So why do I (and policymakers, and Erickson and Scafidi) have to speculate about that key switcher rate? The answer takes us back to the QEE law itself, which appears to have been designed to cloak the fiscal effects and the academic effects of the voucher program. Regarding the latter, we do know from studies of more transparent voucher programs – in Louisiana, Indiana and Ohio – that students tend to suffer an academic disadvantage, particularly in math, when they receive the vouchers. But Georgia has not been able to accurately determine academic outcomes for its voucher-receiving children. And the fiscal effects of tax-credit voucher programs – in Georgia and elsewhere – are always designed to be hidden.
At the outset, I mentioned three fundamental problems with the Erickson and Scafidi study. The second one is the linchpin of their analysis of fiscal benefits tied to graduation rates and college matriculation. The researchers were given some data from GOAL, the largest among the private organizations that receive the tax-credited donations and then hand out the vouchers. Those data are, I suppose, better than nothing – which is what the law generally offers in terms of transparency. But the one control variable provided and used is eligibility for “free or reduced price lunch” (FRL).
I should note here that the GOAL dataset apparently also included the race/ethnicity of the voucher recipients. But while the report discloses that GOAL voucher recipients are, as compared to the public-school student population, substantially more likely to be white (and to not be eligible for FRL), no reported analyses control for race/ethnicity.
More importantly, the dataset apparently did not disaggregate among the FRL students to show how many are at the lower income level, qualifying for free (rather than reduced-price) lunch. A family of four qualifies for reduced-price lunch if its income is up to $47,638; it qualifies for free lunch if its income is from zero to $33,475. Since over 55% of all Georgia children are eligible for one or the other, merely controlling for overall FRL eligibility does little to account for the predictive value of family wealth in driving graduation rates and college matriculation. Given that the analyses also did not use the race/ethnicity variable, let alone non-available key predictors such as parental education, the causal inferences made by Erickson and Scafidi are simply not justified. Some of the data limitations are acknowledged by Erickson and Scafidi at the end of their full report.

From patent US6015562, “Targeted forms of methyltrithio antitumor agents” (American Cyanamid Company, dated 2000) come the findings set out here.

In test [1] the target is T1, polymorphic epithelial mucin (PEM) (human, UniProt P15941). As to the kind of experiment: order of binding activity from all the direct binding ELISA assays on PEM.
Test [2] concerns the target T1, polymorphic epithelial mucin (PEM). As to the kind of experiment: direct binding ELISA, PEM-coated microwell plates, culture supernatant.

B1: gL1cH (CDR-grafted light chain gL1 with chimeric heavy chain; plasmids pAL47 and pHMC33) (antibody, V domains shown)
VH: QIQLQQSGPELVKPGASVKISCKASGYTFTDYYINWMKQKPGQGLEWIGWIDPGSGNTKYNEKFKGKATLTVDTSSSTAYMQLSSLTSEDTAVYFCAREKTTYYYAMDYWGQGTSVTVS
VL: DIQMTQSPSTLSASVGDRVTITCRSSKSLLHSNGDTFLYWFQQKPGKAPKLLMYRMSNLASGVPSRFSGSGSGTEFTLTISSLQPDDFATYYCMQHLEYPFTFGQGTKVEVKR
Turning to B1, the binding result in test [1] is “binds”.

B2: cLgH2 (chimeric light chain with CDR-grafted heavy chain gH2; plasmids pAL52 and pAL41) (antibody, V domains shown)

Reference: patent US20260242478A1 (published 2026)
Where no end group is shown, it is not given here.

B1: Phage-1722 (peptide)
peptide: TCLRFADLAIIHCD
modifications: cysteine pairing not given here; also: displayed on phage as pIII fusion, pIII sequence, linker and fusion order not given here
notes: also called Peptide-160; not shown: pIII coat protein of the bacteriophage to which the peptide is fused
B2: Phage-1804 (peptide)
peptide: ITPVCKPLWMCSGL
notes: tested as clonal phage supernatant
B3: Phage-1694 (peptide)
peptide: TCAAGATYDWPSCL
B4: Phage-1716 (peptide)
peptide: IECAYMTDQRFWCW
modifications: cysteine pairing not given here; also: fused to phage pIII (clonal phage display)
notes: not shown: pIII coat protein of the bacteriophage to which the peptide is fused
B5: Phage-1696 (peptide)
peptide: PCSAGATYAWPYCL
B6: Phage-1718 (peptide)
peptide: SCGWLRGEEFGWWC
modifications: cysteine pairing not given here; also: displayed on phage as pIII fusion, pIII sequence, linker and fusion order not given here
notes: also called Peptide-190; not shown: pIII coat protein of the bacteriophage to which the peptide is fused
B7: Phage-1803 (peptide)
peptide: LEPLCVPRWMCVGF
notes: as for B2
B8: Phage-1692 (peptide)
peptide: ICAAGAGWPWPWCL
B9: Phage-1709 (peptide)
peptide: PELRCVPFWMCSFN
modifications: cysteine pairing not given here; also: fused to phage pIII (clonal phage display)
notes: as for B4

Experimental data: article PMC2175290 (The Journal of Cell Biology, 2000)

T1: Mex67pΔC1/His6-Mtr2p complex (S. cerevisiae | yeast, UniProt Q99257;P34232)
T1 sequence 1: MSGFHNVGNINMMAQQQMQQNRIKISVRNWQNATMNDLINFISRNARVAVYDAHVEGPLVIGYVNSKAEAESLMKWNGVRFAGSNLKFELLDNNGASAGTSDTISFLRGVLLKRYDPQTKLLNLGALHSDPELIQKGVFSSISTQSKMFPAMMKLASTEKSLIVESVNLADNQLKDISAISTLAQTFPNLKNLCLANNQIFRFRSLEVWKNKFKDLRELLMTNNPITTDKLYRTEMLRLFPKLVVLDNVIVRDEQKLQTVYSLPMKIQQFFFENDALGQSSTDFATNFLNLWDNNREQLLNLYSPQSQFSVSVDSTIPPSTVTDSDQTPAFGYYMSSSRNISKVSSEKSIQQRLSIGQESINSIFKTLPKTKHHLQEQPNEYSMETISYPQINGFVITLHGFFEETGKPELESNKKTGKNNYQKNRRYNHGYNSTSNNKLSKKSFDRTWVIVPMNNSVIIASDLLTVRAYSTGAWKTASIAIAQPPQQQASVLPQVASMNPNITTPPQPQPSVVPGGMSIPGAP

The final issue with the study concerns something called “attrition bias.” Looking at the full report, we see the following: “Of the 1,191 GOAL students, 407 students transferred out of the GOAL program to other high schools leaving a cohort adjusted sample of 784 students.” The report – which is therefore based on an analysis of those remaining 784 students – includes no analysis attempting to determine if this attrition was, as might be expected, non-random. That is, might the students who left the program, and presumably their private schools, have had worse academic experiences than those who stayed? If so, then the results of the program would be worse than as reported.
In short, we all need far better reporting and data if we are to seriously analyze the fiscal or the academic impacts of the Georgia voucher program. Erickson and Scafidi shouldn’t be faulting for trying to come up with an estimate, but they should be faulted for overblown claims about their analyses and about the program itself.